THE MARIE CURIE APPEAL Needing someone to care . . .

In any war, there are victims to be comforted. Sharon Kingman talks to the fighters on the home front

Sharon Kingman
Friday 10 March 1995 00:02 GMT

ON THE floor outside Phyllis Watkins's office at the Edenhall Marie Curie Centre in Hampstead is a dog bowl. It is for Shona, the hospice's five-year-old Alsatian, which snoozes peacefully on a couch in the office during our interview.

Shona lends a certain air of normality, Mrs Watkins says. "We always encourage people to come and look around before they accept admission to the hospice. One lady said she knew we had to be all right because we had a dog - I don't think she would have come otherwise."

Edenhall, with 32 beds, is one of 11 hospices run by Marie Curie Cancer Care. The charity is the largest provider of hospice care outside the National Health Service, with more than 300 beds and a revenue budget for this aspect of its work of £15m.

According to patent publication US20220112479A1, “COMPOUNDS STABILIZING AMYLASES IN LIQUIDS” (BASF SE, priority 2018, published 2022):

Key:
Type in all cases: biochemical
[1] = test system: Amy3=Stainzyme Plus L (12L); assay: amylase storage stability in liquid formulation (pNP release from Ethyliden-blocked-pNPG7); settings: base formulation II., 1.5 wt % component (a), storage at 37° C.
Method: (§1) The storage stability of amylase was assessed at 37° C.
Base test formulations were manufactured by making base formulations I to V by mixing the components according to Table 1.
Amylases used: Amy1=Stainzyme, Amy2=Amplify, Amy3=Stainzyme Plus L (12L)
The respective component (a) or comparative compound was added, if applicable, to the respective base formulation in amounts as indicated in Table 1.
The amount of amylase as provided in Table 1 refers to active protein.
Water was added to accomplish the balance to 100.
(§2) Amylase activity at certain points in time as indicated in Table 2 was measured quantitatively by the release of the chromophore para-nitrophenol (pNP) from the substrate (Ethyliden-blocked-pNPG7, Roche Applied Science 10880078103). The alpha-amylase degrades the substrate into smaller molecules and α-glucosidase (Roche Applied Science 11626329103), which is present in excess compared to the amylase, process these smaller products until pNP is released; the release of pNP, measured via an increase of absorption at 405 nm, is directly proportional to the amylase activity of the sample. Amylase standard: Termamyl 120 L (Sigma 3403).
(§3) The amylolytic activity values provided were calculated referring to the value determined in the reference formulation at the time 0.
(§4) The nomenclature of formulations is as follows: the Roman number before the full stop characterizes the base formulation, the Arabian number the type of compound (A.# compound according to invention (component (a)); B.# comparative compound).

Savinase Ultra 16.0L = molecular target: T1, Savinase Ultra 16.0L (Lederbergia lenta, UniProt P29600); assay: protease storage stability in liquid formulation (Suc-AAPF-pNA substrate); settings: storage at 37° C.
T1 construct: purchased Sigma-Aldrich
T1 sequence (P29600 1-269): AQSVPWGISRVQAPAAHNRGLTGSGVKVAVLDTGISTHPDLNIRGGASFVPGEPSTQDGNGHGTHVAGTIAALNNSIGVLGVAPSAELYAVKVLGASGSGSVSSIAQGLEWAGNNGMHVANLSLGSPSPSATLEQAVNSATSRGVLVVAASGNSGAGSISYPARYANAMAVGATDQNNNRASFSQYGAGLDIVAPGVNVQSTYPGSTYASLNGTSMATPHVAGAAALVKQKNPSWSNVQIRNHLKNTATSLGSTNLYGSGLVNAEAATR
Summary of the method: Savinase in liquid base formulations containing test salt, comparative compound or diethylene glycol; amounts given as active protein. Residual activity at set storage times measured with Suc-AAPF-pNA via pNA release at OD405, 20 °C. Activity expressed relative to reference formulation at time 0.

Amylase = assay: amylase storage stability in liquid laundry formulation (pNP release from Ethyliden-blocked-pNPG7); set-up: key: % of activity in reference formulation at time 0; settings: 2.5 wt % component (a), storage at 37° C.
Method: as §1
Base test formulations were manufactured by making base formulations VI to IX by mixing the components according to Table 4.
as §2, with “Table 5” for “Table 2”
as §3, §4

Shona's presence is symbolic of the philosophy of the charity's hospices, which is - in the words of Dame Cicely Saunders, founder of the hospice movement - to help people to live until they die rather than to nurse them to death. The emphasis is on involving patients and their families in every aspect of their care - rigid hospital regimes in which patients are woken and given breakfast at times to suit the nursing rotas are not to be found here.

At Edenhall, pretty floral friezes and pastel shades soften the institutional look of the corridors. The rooms have a personal touch, with homely lampshades and comfortable chairs. There is a smell of baking scones in the air rather than overboiled cabbage.